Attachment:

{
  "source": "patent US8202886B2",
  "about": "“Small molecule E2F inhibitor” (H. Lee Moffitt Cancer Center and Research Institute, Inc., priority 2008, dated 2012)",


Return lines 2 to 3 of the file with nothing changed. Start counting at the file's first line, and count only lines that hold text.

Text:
  "source": "patent US8202886B2",
  "about": "“Small molecule E2F inhibitor” (H. Lee Moffitt Cancer Center and Research Institute, Inc., priority 2008, dated 2012)",